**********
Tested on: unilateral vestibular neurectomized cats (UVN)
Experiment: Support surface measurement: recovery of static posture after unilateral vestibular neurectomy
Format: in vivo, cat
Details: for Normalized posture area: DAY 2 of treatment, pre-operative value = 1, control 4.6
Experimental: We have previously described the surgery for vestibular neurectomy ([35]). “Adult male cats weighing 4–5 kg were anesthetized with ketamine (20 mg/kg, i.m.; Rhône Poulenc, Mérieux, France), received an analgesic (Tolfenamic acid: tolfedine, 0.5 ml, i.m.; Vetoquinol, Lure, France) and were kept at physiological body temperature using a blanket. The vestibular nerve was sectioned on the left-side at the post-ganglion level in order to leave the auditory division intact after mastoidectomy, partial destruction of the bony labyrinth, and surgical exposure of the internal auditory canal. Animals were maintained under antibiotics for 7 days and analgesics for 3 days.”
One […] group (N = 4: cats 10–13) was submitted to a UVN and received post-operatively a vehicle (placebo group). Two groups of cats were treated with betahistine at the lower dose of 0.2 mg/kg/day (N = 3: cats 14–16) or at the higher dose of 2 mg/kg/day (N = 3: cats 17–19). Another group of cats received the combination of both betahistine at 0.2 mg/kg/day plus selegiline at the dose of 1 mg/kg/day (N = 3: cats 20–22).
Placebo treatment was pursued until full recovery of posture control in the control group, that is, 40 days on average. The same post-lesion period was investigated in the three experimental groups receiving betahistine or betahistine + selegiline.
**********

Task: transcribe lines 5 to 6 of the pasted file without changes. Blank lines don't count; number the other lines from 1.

Experimental: We have previously described the surgery for vestibular neurectomy ([35]). “Adult male cats weighing 4–5 kg were anesthetized with ketamine (20 mg/kg, i.m.; Rhône Poulenc, Mérieux, France), received an analgesic (Tolfenamic acid: tolfedine, 0.5 ml, i.m.; Vetoquinol, Lure, France) and were kept at physiological body temperature using a blanket. The vestibular nerve was sectioned on the left-side at the post-ganglion level in order to leave the auditory division intact after mastoidectomy, partial destruction of the bony labyrinth, and surgical exposure of the internal auditory canal. Animals were maintained under antibiotics for 7 days and analgesics for 3 days.”
One […] group (N = 4: cats 10–13) was submitted to a UVN and received post-operatively a vehicle (placebo group). Two groups of cats were treated with betahistine at the lower dose of 0.2 mg/kg/day (N = 3: cats 14–16) or at the higher dose of 2 mg/kg/day (N = 3: cats 17–19). Another group of cats received the combination of both betahistine at 0.2 mg/kg/day plus selegiline at the dose of 1 mg/kg/day (N = 3: cats 20–22).